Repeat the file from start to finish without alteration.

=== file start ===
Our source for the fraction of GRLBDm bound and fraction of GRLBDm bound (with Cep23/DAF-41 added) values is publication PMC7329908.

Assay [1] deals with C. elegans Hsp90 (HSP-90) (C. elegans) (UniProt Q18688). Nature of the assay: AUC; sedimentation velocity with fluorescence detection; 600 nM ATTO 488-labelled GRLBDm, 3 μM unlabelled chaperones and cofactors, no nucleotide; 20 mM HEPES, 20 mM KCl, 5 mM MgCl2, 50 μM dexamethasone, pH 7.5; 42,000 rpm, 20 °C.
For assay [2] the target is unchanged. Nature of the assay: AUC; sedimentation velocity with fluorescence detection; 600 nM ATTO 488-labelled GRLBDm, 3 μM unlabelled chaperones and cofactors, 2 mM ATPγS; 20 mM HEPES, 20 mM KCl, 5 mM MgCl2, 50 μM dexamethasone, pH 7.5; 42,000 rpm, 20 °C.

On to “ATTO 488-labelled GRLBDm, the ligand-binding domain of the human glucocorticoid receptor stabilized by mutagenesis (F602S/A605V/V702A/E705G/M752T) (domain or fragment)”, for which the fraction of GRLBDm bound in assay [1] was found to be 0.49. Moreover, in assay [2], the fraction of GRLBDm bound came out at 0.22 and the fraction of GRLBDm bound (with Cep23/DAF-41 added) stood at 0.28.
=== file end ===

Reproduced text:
Our source for the fraction of GRLBDm bound and fraction of GRLBDm bound (with Cep23/DAF-41 added) values is publication PMC7329908.

Assay [1] deals with C. elegans Hsp90 (HSP-90) (C. elegans) (UniProt Q18688). Nature of the assay: AUC; sedimentation velocity with fluorescence detection; 600 nM ATTO 488-labelled GRLBDm, 3 μM unlabelled chaperones and cofactors, no nucleotide; 20 mM HEPES, 20 mM KCl, 5 mM MgCl2, 50 μM dexamethasone, pH 7.5; 42,000 rpm, 20 °C.
For assay [2] the target is unchanged. Nature of the assay: AUC; sedimentation velocity with fluorescence detection; 600 nM ATTO 488-labelled GRLBDm, 3 μM unlabelled chaperones and cofactors, 2 mM ATPγS; 20 mM HEPES, 20 mM KCl, 5 mM MgCl2, 50 μM dexamethasone, pH 7.5; 42,000 rpm, 20 °C.

On to “ATTO 488-labelled GRLBDm, the ligand-binding domain of the human glucocorticoid receptor stabilized by mutagenesis (F602S/A605V/V702A/E705G/M752T) (domain or fragment)”, for which the fraction of GRLBDm bound in assay [1] was found to be 0.49. Moreover, in assay [2], the fraction of GRLBDm bound came out at 0.22 and the fraction of GRLBDm bound (with Cep23/DAF-41 added) stood at 0.28.